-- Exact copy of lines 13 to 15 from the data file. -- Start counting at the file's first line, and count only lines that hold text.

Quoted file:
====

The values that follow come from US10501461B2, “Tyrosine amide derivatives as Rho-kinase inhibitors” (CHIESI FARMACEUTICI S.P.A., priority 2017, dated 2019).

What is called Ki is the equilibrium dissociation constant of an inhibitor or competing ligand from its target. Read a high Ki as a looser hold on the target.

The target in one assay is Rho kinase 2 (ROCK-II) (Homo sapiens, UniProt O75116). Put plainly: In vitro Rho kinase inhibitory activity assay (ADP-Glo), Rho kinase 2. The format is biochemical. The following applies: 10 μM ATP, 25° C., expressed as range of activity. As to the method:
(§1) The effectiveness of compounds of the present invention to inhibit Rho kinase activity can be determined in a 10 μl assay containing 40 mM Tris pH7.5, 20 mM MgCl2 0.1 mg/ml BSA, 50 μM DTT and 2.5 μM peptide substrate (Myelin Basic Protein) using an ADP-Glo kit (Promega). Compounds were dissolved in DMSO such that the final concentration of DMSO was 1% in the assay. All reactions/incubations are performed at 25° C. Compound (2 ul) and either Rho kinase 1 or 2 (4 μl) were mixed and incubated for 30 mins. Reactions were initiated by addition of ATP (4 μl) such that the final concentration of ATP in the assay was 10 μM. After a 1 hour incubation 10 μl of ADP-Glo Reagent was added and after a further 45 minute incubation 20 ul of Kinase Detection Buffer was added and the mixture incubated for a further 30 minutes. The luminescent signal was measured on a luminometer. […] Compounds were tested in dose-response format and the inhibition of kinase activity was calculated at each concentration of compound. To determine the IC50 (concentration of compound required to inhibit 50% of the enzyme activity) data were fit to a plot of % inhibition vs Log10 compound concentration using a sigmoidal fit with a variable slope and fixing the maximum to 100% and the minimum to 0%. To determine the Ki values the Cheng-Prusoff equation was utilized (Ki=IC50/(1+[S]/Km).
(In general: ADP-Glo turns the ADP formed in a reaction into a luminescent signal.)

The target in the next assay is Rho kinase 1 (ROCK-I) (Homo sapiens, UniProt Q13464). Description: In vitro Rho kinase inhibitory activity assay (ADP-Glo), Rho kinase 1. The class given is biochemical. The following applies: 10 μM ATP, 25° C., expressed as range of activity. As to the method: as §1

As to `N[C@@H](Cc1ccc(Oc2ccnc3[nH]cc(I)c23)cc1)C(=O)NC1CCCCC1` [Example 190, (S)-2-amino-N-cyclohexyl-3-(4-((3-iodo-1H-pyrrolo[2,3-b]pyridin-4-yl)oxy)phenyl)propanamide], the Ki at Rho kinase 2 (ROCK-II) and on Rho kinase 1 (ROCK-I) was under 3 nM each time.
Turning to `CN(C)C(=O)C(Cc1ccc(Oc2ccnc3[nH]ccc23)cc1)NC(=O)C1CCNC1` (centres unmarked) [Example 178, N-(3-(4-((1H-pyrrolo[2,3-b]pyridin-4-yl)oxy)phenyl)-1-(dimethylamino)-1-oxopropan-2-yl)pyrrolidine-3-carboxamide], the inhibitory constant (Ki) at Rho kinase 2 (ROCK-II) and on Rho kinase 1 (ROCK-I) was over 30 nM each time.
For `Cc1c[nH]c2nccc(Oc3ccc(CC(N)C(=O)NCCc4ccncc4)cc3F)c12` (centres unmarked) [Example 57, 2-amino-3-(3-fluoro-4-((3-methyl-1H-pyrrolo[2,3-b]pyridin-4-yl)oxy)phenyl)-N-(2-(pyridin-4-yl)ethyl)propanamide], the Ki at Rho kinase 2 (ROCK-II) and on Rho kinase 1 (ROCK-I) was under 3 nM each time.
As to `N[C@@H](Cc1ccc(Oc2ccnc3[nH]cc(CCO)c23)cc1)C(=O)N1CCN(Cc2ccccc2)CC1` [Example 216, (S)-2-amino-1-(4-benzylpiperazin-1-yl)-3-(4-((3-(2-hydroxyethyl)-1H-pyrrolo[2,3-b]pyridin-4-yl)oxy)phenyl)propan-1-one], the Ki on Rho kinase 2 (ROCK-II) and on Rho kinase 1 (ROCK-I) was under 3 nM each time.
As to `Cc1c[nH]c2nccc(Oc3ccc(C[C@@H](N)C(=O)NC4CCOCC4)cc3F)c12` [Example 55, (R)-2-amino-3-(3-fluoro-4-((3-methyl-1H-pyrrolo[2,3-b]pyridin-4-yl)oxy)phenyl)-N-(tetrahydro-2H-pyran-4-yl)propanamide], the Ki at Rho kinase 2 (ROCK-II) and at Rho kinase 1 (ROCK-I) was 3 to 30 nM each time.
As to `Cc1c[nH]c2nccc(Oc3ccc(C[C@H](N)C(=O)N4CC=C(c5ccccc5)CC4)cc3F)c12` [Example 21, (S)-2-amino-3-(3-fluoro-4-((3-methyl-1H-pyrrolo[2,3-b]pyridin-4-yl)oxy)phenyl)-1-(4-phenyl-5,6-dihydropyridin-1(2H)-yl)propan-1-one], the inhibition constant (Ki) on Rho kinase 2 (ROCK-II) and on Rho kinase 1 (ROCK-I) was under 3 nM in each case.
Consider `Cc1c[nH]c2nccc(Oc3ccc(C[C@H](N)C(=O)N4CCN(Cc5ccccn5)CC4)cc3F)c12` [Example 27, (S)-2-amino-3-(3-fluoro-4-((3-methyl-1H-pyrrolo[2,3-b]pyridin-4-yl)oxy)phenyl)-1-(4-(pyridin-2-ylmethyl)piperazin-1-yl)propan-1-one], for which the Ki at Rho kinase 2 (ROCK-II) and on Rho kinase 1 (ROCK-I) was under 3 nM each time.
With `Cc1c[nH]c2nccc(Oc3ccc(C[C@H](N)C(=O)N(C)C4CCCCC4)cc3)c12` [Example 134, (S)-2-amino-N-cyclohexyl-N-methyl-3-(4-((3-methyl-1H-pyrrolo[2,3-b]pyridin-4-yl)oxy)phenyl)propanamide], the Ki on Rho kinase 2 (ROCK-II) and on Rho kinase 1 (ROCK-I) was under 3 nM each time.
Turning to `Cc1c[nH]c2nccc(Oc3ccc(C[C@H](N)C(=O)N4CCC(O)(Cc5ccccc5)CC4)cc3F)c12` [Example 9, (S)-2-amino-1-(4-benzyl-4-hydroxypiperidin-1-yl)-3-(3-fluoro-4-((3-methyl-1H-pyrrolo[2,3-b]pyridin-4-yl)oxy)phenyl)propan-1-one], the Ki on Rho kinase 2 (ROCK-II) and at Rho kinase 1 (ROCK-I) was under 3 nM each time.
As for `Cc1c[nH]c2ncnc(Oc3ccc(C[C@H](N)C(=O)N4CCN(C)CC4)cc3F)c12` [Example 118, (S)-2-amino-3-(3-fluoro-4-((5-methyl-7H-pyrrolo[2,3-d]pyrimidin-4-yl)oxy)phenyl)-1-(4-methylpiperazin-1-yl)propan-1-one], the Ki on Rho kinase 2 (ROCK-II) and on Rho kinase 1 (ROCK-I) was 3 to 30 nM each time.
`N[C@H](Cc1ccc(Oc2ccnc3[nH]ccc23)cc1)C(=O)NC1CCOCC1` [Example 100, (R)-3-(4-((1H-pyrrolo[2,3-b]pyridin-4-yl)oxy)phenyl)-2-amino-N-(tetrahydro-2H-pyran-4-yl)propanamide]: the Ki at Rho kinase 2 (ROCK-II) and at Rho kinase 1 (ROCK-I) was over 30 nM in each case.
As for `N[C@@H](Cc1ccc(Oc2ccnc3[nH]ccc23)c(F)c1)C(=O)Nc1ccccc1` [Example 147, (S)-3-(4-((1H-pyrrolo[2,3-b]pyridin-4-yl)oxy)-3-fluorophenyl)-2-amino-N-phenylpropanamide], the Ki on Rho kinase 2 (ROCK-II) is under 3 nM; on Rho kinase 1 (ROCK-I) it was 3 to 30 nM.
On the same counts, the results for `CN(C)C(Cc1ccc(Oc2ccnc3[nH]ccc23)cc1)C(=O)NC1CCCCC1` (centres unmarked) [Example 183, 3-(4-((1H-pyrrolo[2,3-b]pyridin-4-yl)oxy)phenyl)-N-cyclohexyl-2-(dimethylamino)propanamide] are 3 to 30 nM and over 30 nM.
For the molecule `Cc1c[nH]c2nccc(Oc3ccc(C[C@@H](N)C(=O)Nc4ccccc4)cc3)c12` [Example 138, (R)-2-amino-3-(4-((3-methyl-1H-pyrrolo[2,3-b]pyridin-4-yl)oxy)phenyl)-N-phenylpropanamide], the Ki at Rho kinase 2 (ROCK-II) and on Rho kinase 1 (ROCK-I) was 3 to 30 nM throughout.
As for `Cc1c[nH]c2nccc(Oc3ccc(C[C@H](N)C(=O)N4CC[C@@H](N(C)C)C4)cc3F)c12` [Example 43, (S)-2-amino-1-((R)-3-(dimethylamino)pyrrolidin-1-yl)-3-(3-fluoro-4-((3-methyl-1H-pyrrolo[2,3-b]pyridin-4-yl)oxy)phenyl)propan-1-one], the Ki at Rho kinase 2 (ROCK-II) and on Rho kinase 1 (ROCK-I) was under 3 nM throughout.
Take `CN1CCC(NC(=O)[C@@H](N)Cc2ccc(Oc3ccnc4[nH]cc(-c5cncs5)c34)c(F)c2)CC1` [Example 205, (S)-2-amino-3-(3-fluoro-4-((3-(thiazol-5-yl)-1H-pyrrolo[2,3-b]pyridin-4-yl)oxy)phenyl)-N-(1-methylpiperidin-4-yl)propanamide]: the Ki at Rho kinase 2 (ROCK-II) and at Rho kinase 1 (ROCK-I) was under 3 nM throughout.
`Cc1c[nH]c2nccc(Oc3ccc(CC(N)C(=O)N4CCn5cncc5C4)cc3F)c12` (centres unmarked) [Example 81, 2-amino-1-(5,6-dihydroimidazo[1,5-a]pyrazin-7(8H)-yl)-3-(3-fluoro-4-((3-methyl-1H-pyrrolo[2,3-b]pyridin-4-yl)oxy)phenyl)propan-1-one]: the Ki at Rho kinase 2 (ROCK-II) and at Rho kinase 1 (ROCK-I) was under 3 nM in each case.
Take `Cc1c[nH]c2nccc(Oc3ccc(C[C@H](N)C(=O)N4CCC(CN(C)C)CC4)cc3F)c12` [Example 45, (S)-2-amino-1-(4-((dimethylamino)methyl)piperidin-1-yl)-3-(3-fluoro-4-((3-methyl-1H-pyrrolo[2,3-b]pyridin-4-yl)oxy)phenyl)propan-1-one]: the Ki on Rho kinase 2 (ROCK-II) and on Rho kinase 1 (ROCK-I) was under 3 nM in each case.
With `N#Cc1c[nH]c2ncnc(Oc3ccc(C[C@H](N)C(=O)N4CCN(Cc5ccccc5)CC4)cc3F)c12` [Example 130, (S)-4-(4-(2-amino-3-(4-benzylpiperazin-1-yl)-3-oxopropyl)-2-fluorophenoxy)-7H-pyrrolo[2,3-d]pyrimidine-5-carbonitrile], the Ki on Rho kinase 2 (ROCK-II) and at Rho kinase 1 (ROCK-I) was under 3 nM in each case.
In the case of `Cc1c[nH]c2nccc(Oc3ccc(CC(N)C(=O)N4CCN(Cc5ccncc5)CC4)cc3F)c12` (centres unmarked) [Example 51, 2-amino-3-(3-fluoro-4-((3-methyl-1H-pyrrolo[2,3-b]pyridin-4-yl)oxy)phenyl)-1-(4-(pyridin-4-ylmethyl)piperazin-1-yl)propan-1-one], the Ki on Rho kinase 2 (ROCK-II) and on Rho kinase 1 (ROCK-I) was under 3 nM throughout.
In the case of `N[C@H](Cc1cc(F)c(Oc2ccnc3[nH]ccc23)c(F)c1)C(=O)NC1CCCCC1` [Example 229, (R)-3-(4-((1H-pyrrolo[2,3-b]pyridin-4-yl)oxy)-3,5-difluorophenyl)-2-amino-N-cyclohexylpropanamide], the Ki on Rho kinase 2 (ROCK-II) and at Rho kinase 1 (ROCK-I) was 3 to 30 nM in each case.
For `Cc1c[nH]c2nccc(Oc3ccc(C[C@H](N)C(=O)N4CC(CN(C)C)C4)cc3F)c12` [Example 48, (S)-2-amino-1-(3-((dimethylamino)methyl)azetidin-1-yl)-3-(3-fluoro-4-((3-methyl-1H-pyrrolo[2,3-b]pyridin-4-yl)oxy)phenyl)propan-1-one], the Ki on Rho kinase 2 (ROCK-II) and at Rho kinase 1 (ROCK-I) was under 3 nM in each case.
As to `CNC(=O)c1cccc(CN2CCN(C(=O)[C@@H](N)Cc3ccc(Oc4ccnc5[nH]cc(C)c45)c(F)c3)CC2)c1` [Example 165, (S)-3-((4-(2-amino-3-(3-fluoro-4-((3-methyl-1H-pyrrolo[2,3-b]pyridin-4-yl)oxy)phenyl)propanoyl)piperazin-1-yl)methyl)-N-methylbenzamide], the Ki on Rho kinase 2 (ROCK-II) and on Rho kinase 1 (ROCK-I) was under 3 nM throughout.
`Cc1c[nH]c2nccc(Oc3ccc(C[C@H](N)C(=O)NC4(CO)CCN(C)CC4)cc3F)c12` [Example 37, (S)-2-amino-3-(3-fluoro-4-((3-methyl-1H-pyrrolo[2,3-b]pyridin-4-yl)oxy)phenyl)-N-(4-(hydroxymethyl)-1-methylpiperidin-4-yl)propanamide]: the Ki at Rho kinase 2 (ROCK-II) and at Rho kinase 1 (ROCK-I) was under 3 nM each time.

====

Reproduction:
Consider `Cc1c[nH]c2nccc(Oc3ccc(C[C@H](N)C(=O)N4CCN(Cc5ccccn5)CC4)cc3F)c12` [Example 27, (S)-2-amino-3-(3-fluoro-4-((3-methyl-1H-pyrrolo[2,3-b]pyridin-4-yl)oxy)phenyl)-1-(4-(pyridin-2-ylmethyl)piperazin-1-yl)propan-1-one], for which the Ki at Rho kinase 2 (ROCK-II) and on Rho kinase 1 (ROCK-I) was under 3 nM each time.
With `Cc1c[nH]c2nccc(Oc3ccc(C[C@H](N)C(=O)N(C)C4CCCCC4)cc3)c12` [Example 134, (S)-2-amino-N-cyclohexyl-N-methyl-3-(4-((3-methyl-1H-pyrrolo[2,3-b]pyridin-4-yl)oxy)phenyl)propanamide], the Ki on Rho kinase 2 (ROCK-II) and on Rho kinase 1 (ROCK-I) was under 3 nM each time.
Turning to `Cc1c[nH]c2nccc(Oc3ccc(C[C@H](N)C(=O)N4CCC(O)(Cc5ccccc5)CC4)cc3F)c12` [Example 9, (S)-2-amino-1-(4-benzyl-4-hydroxypiperidin-1-yl)-3-(3-fluoro-4-((3-methyl-1H-pyrrolo[2,3-b]pyridin-4-yl)oxy)phenyl)propan-1-one], the Ki on Rho kinase 2 (ROCK-II) and at Rho kinase 1 (ROCK-I) was under 3 nM each time.